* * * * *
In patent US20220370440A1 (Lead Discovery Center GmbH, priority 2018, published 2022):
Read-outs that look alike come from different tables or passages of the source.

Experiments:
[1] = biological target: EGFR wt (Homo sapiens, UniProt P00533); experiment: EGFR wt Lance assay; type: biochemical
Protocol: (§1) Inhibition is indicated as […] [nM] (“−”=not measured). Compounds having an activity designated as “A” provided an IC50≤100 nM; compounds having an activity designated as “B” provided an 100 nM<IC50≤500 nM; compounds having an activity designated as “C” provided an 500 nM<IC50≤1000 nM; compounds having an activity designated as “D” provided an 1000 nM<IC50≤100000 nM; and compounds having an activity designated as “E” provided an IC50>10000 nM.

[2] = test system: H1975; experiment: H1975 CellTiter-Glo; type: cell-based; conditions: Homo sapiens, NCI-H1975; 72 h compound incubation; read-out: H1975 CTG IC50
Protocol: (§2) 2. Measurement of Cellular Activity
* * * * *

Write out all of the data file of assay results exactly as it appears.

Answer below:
In patent US20220370440A1 (Lead Discovery Center GmbH, priority 2018, published 2022):
Read-outs that look alike come from different tables or passages of the source.

Experiments:
[1] = biological target: EGFR wt (Homo sapiens, UniProt P00533); experiment: EGFR wt Lance assay; type: biochemical
Protocol: (§1) Inhibition is indicated as […] [nM] (“−”=not measured). Compounds having an activity designated as “A” provided an IC50≤100 nM; compounds having an activity designated as “B” provided an 100 nM<IC50≤500 nM; compounds having an activity designated as “C” provided an 500 nM<IC50≤1000 nM; compounds having an activity designated as “D” provided an 1000 nM<IC50≤100000 nM; and compounds having an activity designated as “E” provided an IC50>10000 nM.

[2] = test system: H1975; experiment: H1975 CellTiter-Glo; type: cell-based; conditions: Homo sapiens, NCI-H1975; 72 h compound incubation; read-out: H1975 CTG IC50
Protocol: (§2) 2. Measurement of Cellular Activity